Thursday, April 29, 2010

Brush with greatness: John DeSilva

One still common misconception about the life of sportswriters is that their job is glamorous.

Rubbing elbows with the professional sports elite, munching on free food, watching ball games for nothing, what's not to like? My personal favorite is when people assume we watch games on TV at home and then write about what transpired. If that happened, then my job WOULD be fantastic.

That doesn't mean I don't think that there are pleasant parts to my job. If I didn't, I wouldn't be doing this Brush With Greatness series. It's just that this is not a job in which every moment is a "Dear Diary, the most wonderful thing happened to me today" moment.

For instance, the interview with a professional ballplayer.

To many, this would be the highlight. Isn't that what autograph hunters aspire to -- a chance to communicate, up-close, with a professional player? But as a sports reporter, things are somewhat different.

First of all, players don't see us as "fans." And that's good, because I'm not a fan when I'm writing up a game. They're going to act a little different than when Joe Spectator hands them a ball to sign and that's OK with me.

Secondly, unless it's a really special player from my childhood or an extremely famous athlete (I have had one-on-one interviews with people like John Elway and David Robinson), there is way too much going on in your brain besides "Hey! Look who I'm talking to!"

You're trying to stay professional and you're so in the moment of asking the right questions, and making sure you find the other people you need to talk to, and getting the story out before deadline, that there is very little time to enjoy the moment.

That's sad. But that's the life of a sports reporter.

The truth is that when I come across a story that I wrote many years ago, many times I don't even remember talking to the person. Sometimes, the name of the player doesn't ring a bell.

For instance, former pitcher John DeSilva.

Fortunately for Mr. DeSilva, I do remember who he was. Not that he cares. But I don't remember talking to him at all. Perhaps it was because he didn't say much after an appearance for Class A Niagara Falls. He was the obvious story after striking out nine and allowing one run in a 3-1 victory. All I got out of him was a single three-sentence quote.

But the quote is there in the story. I'm staring at it 20 years later. There's no doubt I talked to him. But there was no warm, fuzzy moment. No, "Hey Mr. DeSilva, I saw you pitch the other day. You were great. You're my favorite player. Will you sign this?"

Four days later, no doubt based on that pitching performance, he was called up to the full-season Class A team with the Tigers and I never talked to him again. He eventually made it to the major leagues with the Tigers in 1993, pitching in one game. Later that year, he pitched for the Dodgers. I remember that because he was the player-to-be-named in the deal that sent Eric Davis from the Dodgers to the Tigers.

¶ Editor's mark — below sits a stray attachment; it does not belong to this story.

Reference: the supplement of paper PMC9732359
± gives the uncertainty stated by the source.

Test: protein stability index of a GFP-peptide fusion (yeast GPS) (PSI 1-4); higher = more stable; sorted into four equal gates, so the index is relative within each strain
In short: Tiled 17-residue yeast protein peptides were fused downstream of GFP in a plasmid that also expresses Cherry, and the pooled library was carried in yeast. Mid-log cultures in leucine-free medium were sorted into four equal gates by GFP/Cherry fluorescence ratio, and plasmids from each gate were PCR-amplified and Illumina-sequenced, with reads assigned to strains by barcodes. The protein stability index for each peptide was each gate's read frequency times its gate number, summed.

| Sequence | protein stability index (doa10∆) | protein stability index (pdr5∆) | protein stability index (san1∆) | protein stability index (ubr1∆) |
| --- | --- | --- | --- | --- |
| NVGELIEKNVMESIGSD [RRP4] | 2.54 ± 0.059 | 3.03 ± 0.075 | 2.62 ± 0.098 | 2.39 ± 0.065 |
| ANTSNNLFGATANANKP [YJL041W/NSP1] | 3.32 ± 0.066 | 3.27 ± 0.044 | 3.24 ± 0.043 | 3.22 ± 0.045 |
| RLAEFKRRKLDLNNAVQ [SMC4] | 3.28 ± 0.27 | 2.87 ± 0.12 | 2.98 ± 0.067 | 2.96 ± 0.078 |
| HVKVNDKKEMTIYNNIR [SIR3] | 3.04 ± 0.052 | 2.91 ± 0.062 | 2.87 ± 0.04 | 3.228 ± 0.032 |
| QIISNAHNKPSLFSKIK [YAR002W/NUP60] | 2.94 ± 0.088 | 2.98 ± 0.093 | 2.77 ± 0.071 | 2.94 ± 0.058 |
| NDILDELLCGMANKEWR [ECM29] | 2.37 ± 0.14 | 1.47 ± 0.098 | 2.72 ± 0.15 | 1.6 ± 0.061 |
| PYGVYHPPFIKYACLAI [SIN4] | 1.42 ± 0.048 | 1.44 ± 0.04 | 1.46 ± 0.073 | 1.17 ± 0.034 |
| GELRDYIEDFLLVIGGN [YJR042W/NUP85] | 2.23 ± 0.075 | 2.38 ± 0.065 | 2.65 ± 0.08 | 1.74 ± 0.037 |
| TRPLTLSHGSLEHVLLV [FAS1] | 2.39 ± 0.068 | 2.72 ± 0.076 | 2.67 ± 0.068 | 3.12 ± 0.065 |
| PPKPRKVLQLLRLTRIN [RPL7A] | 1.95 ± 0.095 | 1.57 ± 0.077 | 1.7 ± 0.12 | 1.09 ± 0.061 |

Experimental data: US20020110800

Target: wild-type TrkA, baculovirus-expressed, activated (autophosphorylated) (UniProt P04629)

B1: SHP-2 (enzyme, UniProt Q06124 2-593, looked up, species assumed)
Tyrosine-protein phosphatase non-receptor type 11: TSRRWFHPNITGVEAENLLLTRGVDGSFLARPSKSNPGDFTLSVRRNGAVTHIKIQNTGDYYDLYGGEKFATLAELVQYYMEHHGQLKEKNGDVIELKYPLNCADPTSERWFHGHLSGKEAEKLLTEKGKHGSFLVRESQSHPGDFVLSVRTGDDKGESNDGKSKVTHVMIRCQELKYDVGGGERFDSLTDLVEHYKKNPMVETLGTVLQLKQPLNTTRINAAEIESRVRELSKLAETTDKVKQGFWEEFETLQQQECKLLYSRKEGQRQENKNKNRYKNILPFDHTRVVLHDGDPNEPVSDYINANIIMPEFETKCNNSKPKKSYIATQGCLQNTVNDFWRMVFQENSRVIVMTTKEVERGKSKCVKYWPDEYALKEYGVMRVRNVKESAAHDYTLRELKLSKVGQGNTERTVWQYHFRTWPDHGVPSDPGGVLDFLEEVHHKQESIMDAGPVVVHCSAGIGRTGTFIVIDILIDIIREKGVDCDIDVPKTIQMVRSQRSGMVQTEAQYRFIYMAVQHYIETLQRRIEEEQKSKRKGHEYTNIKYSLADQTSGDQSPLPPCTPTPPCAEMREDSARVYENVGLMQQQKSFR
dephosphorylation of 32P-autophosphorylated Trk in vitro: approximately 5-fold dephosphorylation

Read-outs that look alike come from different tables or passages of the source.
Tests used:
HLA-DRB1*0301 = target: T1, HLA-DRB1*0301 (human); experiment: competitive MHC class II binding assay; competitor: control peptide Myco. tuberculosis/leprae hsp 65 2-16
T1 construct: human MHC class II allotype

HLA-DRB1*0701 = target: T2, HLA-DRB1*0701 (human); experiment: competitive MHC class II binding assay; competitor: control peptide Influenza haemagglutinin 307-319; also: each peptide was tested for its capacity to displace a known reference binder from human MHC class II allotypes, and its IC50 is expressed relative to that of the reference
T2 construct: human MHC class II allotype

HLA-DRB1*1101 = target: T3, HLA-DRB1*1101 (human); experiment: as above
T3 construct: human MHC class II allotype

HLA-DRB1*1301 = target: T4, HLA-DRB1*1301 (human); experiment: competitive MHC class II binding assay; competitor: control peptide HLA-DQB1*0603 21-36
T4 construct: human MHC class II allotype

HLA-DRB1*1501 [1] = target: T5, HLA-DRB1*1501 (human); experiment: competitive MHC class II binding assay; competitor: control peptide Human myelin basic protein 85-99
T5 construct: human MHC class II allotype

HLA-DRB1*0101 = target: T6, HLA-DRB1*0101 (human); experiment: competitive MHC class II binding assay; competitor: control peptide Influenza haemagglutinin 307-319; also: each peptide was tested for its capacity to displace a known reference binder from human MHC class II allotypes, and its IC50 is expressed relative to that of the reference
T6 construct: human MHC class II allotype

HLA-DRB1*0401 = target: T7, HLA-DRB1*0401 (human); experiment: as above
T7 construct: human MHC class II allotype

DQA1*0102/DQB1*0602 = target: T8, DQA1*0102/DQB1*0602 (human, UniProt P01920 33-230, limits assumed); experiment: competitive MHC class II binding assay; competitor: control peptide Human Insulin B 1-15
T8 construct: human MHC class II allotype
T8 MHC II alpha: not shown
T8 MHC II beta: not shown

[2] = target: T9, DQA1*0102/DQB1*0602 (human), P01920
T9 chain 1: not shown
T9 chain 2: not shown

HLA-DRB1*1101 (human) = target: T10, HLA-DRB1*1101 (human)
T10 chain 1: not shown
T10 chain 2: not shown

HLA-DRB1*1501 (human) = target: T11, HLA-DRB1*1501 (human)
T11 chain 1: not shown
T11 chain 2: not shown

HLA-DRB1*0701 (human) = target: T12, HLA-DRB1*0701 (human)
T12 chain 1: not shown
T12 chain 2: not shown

DeSilva pitched in three games for the Dodgers. He stayed in the organization until he was traded to the Orioles in December of 1994. DeSilva started two games for the Orioles in 1995. He won one of them. It was his only decision in the major leagues.

DeSilva finished his major league career 1-0 with a 7.20 ERA in six games. As far as I can tell, he has just two cards issued by a major card company -- a 1991 and 1992 Bowman when he was with the Tigers. I would love it if there's one out there with DeSilva in a Dodger uniform.

Because even if the stature of the person doesn't register when I'm working, it certainly does after all these years. That's why when players say -- "It doesn't mean that much to me now. Maybe when I'm looking back on my career, it'll mean something" -- I know exactly what they're talking about.

It means something now.


Speaking of players I talked to who didn't have a lot of time in the majors. I mentioned Tom Bruno way back and how at one time I didn't think he had a card.

I discovered a card of his, although he shared it with two other players. But it was enough for me, after he was kind enough to have a long conversation during a fishing tournament.

Well, a few weeks ago, I saw a card of Bruno in which he was the only one on the card! It was on GCRL's O-Pee-Chee blog. I immediately inquired whether Jim had a double of dear Mr. Bruno.

He did.

It showed up at my home a few days ago. It's a 1977 O-Pee-Chee card. You can't find Bruno in the regular Topps set from that year.

I am very pleased.


  1. This was a great post. I am not nearly as accomplished a reporter as you, but you nailed it! I am usually nervous as I approach the first person I need to interview, but all of that fades as I actually interact with him/her.

  2. Another good "Brush with Greatness" post. Thanks for pulling back the curtain a little on the life of a sportswriter.

  3. Great write-up. I never really thought about player interviews from a reporter's position. I just always think about it from a fan's perspective.


  4. 1977 opc is where unknown blue jays thrive.